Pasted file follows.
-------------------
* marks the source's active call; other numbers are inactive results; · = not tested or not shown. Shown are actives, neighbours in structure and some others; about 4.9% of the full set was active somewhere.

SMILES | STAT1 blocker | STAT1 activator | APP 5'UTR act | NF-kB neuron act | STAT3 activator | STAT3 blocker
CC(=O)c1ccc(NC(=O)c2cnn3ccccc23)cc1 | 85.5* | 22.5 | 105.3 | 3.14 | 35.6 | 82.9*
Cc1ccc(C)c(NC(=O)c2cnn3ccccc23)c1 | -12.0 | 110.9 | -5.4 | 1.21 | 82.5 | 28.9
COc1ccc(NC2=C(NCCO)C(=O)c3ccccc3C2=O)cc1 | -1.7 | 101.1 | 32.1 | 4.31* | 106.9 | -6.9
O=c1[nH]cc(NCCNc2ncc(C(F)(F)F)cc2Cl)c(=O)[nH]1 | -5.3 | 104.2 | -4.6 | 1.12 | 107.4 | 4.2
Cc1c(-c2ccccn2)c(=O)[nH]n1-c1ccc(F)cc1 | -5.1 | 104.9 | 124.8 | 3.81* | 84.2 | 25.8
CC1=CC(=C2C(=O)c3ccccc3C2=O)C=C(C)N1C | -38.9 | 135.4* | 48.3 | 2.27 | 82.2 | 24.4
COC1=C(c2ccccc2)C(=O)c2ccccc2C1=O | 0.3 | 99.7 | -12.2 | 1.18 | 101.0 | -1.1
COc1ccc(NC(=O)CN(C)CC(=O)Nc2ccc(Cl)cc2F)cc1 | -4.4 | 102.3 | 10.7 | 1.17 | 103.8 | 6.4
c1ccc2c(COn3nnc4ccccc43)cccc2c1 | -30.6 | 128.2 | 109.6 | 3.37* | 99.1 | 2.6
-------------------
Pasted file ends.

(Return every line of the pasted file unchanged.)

* marks the source's active call; other numbers are inactive results; · = not tested or not shown. Shown are actives, neighbours in structure and some others; about 4.9% of the full set was active somewhere.

SMILES | STAT1 blocker | STAT1 activator | APP 5'UTR act | NF-kB neuron act | STAT3 activator | STAT3 blocker
CC(=O)c1ccc(NC(=O)c2cnn3ccccc23)cc1 | 85.5* | 22.5 | 105.3 | 3.14 | 35.6 | 82.9*
Cc1ccc(C)c(NC(=O)c2cnn3ccccc23)c1 | -12.0 | 110.9 | -5.4 | 1.21 | 82.5 | 28.9
COc1ccc(NC2=C(NCCO)C(=O)c3ccccc3C2=O)cc1 | -1.7 | 101.1 | 32.1 | 4.31* | 106.9 | -6.9
O=c1[nH]cc(NCCNc2ncc(C(F)(F)F)cc2Cl)c(=O)[nH]1 | -5.3 | 104.2 | -4.6 | 1.12 | 107.4 | 4.2
Cc1c(-c2ccccn2)c(=O)[nH]n1-c1ccc(F)cc1 | -5.1 | 104.9 | 124.8 | 3.81* | 84.2 | 25.8
CC1=CC(=C2C(=O)c3ccccc3C2=O)C=C(C)N1C | -38.9 | 135.4* | 48.3 | 2.27 | 82.2 | 24.4
COC1=C(c2ccccc2)C(=O)c2ccccc2C1=O | 0.3 | 99.7 | -12.2 | 1.18 | 101.0 | -1.1
COc1ccc(NC(=O)CN(C)CC(=O)Nc2ccc(Cl)cc2F)cc1 | -4.4 | 102.3 | 10.7 | 1.17 | 103.8 | 6.4
c1ccc2c(COn3nnc4ccccc43)cccc2c1 | -30.6 | 128.2 | 109.6 | 3.37* | 99.1 | 2.6